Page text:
Fulfilled By Amazon
Fulfilled By Amazon seems like the Amazon option that involves the least Amazon magic. Basically I’d ship books to their warehouses and then they ship the things from those warehouses.
how it works:
- you just pay them for shipping and warehousing fees (no percentage cost)
- you can ship them a big batch of things and they’ll store them until they’re sold
- they have FBA global selling to sell in countries other than the US (by shipping to Amazon warehouses in those countries) or FBA export (to sell to other countries from the US store). There are a bunch of scary words on those pages about international taxes.
Option 2: Blackbox
Blackbox is a shipping company by the Cards Against Humanity folks. This is their Pricing PDF. I’m not 100% sure if I can work with them – the first time I filled out the form on their website saying I was interested they said they weren’t accepting new customers, but I think now they may be?
Here’s the summary:
- $6.64 for domestic US shipping
- $11ish for domestic Canadian shipping
- $10ish for domestic Australia shipping
- $7ish for domestic UK shipping
- $10ish for international shipping from their UK warehouse to anywhere in the world
Option 3: Shipbob
Shipbob is an shipping company for smaller ecommerce companies. Here’s the pricing PDF I found.
- $6ish for domestic US shipping
- $10ish for shipping to other countries
The main difference as far as I can tell between Shipbob and Blackbox is that Shipbox lets you include up to 5 items per order for free and Blackbox charges $0.70 per additional item in an order.
Shipbob advertises a 99.8% fulfillment accuracy rate which is pretty interesting – it means they expect 2 in 1000 orders to have a problem. That seems pretty good!
Option 4: Whiplash
Similar to the other two above. Their pricing page. Shipbob and Blackbox both include everything (shipping, packaging materials, and someone packing your order) in their fee, and Whiplash seems to charge separately for shipping.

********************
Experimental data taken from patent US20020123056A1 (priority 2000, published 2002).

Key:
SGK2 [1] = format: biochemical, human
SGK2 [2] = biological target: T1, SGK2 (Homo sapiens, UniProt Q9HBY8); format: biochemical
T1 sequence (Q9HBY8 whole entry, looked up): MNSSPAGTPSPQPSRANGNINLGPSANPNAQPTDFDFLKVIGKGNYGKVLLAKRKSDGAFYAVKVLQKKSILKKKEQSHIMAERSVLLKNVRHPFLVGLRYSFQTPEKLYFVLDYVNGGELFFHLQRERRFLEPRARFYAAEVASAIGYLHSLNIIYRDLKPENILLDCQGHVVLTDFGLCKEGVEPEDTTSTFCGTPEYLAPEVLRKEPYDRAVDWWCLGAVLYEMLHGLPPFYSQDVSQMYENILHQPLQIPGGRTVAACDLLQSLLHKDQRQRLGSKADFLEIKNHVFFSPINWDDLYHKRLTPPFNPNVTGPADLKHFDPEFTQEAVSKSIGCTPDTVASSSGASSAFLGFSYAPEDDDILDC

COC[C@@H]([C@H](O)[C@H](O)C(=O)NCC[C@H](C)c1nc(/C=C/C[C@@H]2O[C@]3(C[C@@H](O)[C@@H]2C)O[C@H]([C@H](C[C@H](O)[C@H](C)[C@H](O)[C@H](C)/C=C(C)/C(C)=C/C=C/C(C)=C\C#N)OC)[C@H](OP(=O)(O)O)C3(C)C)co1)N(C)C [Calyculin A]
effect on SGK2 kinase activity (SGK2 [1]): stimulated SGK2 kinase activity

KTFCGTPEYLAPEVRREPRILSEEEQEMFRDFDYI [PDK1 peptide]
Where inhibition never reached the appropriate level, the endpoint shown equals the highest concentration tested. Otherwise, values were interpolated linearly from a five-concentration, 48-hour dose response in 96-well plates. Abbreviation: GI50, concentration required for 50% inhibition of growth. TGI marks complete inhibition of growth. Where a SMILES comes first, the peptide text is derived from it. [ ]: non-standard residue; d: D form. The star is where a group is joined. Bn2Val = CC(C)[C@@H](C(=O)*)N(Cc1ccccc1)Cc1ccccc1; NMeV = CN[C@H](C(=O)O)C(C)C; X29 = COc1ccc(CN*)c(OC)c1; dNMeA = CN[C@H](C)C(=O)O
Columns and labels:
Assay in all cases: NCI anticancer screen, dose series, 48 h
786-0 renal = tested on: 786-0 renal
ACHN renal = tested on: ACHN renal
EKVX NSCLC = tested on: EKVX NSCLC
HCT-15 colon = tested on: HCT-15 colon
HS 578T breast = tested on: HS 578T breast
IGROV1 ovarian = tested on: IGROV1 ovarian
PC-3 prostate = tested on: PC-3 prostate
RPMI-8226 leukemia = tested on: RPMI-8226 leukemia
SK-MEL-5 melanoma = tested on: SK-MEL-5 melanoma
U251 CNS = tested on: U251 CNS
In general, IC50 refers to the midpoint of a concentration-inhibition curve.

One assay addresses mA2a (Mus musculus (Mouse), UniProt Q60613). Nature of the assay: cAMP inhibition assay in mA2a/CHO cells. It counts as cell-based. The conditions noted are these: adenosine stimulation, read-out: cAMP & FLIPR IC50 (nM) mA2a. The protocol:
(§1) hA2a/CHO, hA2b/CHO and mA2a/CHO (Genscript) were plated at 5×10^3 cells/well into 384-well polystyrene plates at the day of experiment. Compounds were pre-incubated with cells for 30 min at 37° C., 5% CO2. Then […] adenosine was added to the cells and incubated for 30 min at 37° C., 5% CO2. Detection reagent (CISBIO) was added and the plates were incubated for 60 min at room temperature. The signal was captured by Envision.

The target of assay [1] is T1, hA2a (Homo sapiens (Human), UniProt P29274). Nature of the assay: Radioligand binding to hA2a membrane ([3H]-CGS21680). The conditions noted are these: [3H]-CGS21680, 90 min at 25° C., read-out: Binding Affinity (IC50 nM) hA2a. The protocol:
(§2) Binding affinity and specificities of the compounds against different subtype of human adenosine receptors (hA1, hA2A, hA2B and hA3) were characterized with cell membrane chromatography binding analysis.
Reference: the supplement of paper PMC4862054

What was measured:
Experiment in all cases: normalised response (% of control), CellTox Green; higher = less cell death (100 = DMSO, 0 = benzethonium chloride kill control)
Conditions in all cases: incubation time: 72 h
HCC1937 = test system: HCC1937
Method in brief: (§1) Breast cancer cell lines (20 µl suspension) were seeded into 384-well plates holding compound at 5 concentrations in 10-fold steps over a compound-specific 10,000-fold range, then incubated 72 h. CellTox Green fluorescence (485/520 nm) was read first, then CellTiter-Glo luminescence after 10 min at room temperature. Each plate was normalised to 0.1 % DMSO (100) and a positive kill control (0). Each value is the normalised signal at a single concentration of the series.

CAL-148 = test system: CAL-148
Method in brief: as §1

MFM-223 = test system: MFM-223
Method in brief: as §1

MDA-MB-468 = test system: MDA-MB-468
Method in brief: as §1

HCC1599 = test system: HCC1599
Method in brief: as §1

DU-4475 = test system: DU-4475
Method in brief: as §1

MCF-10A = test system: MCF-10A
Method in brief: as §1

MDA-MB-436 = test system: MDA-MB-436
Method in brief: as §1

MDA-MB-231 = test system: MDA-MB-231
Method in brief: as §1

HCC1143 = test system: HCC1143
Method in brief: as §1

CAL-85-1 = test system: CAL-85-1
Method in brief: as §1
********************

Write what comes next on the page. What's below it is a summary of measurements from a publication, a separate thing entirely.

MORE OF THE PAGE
Shipping 1 thing costs the same as shipping 5 things
Zines are pretty light – I just weighed some of my zines printed on high quality paper on my kitchen scale and they’re 40g each on average. Most of these shipping services seem to charge in increments of half a pound, so shipping 5 zines (about 200g) costs about the same as shipping 1 zine (about 40g).
This makes me think it would be more reasonable to focus on shipping packages of many zines – right now the 6 pack of all my zines costs $58 for a PDF collection, and $6-$12 shipping for something around that price seems super reasonable (and I could probably even do “free” shipping, aka pay the shipping costs myself).
The other thing that I think could be work well is shipping packages of 5 or 10 of the same zine so that a group of people can each get a zine and save on shipping costs.
this seems like it could work!
I still have no plan for how to print zines, but writing all this down makes me feel pretty optimistic about being able to ship zines to people. Even though shipping individual zines doesn’t seem that practical, I think shipping packs of 5-10 zines could be really reasonable!
Speaking of print – I printed a zine with Lulu last week and just got it in the mail yesterday. I didn’t think Lulu would be able to print it in the way I wanted, and they didn’t, so I’m really happy to know that and be able to move on to trying other non-print-on-demand printers.